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Monday - November 30, 2009

From: Corpus Christi, TX
Region: Southwest
Topic: Compost and Mulch, Diseases and Disorders
Title: Esperanza with rust spots in Corpus Christi, TX
Answered by: Barbara Medford

QUESTION:

I have a young esperanza plant and the leaves have what looks like rust spots all over them. What is the cause of this and what can I do for it? My other larger and older esperanza does not have this.

ANSWER:

Without being able to actually see your plant, about all we can do is give you some questions to ask yourself about the location, soil and age of your Tecoma stans (yellow trumpetbush). 

We always begin by looking for pests and diseases that might commonly cause a problem and found, as so often happens, that just about every resource we looked at said this plant was resistant to pests and diseases, had none or was seldom bothered. A nice way of saying they didn't know, either. This University of Florida IFAS Extension website gives more complete information on the culture of the plant. There is always the possibility of whiteflies, aphids or scale defacing the leaves, but none of them are major concerns. And check the sun exposure: this plant requires full sun (6 hours or more of sun daily) or part shade (2 to 6 hours daily).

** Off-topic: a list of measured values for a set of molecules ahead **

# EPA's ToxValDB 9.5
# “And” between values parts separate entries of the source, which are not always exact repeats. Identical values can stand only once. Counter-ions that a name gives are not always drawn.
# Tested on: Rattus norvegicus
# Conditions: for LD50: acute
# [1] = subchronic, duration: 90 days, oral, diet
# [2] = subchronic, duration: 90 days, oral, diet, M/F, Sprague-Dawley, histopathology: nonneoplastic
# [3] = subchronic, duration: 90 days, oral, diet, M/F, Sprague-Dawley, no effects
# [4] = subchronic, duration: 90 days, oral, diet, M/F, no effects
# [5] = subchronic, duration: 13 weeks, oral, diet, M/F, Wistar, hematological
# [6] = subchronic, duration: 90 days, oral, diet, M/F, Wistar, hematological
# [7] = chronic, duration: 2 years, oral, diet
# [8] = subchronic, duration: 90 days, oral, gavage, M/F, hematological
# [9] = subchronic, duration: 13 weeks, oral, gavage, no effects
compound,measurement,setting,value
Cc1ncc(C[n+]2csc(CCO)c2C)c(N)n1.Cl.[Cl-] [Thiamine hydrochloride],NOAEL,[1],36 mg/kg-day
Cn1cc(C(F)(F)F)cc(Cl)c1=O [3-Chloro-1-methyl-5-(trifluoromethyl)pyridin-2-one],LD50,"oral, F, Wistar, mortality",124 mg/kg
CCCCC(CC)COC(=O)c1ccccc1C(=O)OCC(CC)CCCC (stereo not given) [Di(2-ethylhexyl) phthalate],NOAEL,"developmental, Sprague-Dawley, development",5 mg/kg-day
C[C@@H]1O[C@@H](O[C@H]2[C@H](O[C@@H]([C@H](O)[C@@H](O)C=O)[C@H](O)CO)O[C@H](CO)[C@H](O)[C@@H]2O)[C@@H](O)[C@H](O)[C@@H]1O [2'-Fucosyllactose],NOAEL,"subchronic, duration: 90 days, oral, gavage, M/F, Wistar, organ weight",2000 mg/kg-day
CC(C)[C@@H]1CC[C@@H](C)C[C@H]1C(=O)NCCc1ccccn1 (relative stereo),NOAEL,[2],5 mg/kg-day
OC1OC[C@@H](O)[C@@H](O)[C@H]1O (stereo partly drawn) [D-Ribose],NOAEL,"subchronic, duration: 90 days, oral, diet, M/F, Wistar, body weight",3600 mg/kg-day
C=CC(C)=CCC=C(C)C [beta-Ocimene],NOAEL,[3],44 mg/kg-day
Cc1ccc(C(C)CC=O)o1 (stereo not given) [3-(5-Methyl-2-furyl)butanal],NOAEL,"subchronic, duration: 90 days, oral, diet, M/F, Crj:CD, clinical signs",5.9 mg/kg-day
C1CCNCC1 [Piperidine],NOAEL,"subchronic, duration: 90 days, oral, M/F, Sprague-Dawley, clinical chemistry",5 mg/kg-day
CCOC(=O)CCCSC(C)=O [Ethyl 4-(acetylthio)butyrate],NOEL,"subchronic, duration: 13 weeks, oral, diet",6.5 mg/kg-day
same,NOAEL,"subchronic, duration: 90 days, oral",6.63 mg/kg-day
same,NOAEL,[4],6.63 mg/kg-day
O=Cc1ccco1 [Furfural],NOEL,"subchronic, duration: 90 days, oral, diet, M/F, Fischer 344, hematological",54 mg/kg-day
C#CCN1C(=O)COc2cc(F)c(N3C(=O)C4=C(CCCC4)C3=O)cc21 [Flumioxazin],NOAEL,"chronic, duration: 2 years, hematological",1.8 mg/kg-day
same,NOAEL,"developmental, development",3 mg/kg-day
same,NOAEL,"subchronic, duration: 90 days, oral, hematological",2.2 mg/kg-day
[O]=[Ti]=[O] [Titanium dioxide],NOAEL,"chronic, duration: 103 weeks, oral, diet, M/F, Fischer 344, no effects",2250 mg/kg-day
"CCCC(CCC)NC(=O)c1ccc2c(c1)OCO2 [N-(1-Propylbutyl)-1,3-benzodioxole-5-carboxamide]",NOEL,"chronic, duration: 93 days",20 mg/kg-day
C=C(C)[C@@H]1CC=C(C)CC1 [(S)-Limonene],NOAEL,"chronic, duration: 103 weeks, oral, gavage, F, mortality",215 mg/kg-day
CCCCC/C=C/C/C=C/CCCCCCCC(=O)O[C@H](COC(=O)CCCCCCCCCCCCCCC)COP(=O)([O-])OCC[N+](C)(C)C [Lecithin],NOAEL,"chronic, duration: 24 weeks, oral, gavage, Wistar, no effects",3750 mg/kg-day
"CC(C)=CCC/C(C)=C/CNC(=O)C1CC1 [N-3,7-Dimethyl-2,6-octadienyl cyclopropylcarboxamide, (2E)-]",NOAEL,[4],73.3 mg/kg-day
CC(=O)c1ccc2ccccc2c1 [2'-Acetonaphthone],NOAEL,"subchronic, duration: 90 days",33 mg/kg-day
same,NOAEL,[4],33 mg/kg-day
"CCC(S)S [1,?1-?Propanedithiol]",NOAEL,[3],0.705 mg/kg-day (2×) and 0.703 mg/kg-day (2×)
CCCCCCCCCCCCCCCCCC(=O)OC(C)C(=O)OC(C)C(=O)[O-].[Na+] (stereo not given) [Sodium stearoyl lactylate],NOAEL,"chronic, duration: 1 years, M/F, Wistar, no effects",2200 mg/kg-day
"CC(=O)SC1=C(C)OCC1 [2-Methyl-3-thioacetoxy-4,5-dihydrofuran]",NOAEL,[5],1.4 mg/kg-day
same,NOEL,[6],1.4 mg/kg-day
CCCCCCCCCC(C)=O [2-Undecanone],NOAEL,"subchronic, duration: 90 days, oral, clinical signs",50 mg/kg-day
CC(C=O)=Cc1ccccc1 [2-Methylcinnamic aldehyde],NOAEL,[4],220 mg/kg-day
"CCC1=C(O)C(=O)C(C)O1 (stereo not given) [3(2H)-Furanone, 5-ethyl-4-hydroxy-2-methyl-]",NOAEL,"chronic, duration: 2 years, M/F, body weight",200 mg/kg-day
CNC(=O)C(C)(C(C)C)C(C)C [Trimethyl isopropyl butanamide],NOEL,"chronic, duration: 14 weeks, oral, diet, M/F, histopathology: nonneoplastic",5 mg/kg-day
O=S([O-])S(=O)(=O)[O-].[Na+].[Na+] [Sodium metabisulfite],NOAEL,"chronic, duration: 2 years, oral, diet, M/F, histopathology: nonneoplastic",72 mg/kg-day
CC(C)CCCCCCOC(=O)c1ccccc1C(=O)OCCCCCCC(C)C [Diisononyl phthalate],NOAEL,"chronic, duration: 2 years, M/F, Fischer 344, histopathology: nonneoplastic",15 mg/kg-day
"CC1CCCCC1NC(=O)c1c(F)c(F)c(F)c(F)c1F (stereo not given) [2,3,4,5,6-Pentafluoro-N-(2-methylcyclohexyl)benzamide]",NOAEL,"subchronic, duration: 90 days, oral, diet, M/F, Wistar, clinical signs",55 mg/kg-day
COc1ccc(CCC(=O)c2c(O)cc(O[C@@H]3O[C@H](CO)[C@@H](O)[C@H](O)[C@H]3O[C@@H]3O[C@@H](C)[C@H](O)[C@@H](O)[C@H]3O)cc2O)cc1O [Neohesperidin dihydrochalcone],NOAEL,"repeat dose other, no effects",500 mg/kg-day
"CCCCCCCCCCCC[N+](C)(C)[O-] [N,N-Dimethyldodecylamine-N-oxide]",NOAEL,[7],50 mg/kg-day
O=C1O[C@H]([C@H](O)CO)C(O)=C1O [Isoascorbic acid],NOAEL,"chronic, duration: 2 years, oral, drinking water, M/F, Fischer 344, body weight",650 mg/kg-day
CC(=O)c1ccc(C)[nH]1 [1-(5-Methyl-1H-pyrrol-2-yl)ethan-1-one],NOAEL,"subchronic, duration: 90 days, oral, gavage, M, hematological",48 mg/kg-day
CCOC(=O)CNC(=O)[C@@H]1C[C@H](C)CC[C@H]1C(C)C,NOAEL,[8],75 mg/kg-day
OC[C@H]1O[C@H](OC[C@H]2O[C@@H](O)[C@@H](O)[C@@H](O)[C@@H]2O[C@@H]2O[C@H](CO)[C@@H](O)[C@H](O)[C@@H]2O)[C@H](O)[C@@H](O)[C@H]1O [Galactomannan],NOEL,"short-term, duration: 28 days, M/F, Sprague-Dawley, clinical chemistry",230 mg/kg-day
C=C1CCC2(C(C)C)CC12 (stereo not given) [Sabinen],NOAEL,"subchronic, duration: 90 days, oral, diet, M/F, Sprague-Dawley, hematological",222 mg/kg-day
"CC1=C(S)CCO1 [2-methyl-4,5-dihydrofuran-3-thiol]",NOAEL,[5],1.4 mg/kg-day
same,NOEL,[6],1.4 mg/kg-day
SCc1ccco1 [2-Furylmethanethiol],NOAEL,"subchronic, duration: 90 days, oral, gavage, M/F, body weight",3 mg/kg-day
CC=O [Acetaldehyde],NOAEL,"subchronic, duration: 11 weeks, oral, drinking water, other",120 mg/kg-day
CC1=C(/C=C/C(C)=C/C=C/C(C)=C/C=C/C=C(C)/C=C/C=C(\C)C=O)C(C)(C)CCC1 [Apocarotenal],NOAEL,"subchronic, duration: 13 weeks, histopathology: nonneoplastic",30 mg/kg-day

We know we sound like a broken record, but the weather the last two years has been very unforgiving, heat and drought taking its toll on even hardy desert plants, which Esperanza is. You say your older plant is not showing these signs, which makes us wonder when you planted the newer one. If it was planted during the heat and drought we were still having up until mid-October, it could very well be suffering from transplant shock. In fact, research shows that plants can suffer transplant shock for up to 5 years after the original planting. Even a desert plant will need supplemental watering when there has not been sufficient rainfall, and the Esperanza particularly needs good drainage; that is to say, no water standing on the roots after it finally gets some rain, or even from a sprinkler system. 

Your plant is about to go into dormancy anyway. In Corpus Christi, it probably won't get cold enough to cause the plant to die back to the ground, but a good trimming back in early Spring will not only initiate more vigorous growth and blooming, but is also the treatment we usually recommend for transplant shock. Be sure and check the drainage; working some compost into the dirt around the roots and mulching the roots to add more heat and cold protection will also help.

 

 

 

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